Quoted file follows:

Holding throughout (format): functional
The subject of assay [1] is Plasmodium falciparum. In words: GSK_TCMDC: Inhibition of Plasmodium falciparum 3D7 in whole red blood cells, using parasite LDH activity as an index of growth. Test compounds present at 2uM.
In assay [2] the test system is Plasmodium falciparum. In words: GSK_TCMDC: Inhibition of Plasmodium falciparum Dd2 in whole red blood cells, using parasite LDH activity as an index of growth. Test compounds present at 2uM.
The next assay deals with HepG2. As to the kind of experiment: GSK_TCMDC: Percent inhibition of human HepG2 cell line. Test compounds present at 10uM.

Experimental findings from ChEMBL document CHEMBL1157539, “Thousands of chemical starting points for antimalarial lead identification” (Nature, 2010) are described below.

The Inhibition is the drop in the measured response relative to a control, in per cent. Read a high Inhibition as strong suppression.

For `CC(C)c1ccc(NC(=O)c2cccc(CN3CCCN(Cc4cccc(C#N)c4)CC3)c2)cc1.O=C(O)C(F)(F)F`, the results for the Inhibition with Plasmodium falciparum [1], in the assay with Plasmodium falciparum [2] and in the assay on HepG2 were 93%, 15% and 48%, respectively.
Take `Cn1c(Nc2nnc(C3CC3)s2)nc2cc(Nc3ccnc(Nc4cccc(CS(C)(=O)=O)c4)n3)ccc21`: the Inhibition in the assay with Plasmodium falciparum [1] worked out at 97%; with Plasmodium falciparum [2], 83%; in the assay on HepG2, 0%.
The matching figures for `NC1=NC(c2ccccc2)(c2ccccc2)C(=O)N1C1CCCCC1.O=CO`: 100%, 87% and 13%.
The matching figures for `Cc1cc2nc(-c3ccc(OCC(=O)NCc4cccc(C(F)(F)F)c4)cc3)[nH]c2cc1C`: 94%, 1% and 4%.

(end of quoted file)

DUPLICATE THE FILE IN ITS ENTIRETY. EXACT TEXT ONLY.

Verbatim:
Holding throughout (format): functional
The subject of assay [1] is Plasmodium falciparum. In words: GSK_TCMDC: Inhibition of Plasmodium falciparum 3D7 in whole red blood cells, using parasite LDH activity as an index of growth. Test compounds present at 2uM.
In assay [2] the test system is Plasmodium falciparum. In words: GSK_TCMDC: Inhibition of Plasmodium falciparum Dd2 in whole red blood cells, using parasite LDH activity as an index of growth. Test compounds present at 2uM.
The next assay deals with HepG2. As to the kind of experiment: GSK_TCMDC: Percent inhibition of human HepG2 cell line. Test compounds present at 10uM.

Experimental findings from ChEMBL document CHEMBL1157539, “Thousands of chemical starting points for antimalarial lead identification” (Nature, 2010) are described below.

The Inhibition is the drop in the measured response relative to a control, in per cent. Read a high Inhibition as strong suppression.

For `CC(C)c1ccc(NC(=O)c2cccc(CN3CCCN(Cc4cccc(C#N)c4)CC3)c2)cc1.O=C(O)C(F)(F)F`, the results for the Inhibition with Plasmodium falciparum [1], in the assay with Plasmodium falciparum [2] and in the assay on HepG2 were 93%, 15% and 48%, respectively.
Take `Cn1c(Nc2nnc(C3CC3)s2)nc2cc(Nc3ccnc(Nc4cccc(CS(C)(=O)=O)c4)n3)ccc21`: the Inhibition in the assay with Plasmodium falciparum [1] worked out at 97%; with Plasmodium falciparum [2], 83%; in the assay on HepG2, 0%.
The matching figures for `NC1=NC(c2ccccc2)(c2ccccc2)C(=O)N1C1CCCCC1.O=CO`: 100%, 87% and 13%.
The matching figures for `Cc1cc2nc(-c3ccc(OCC(=O)NCc4cccc(C(F)(F)F)c4)cc3)[nH]c2cc1C`: 94%, 1% and 4%.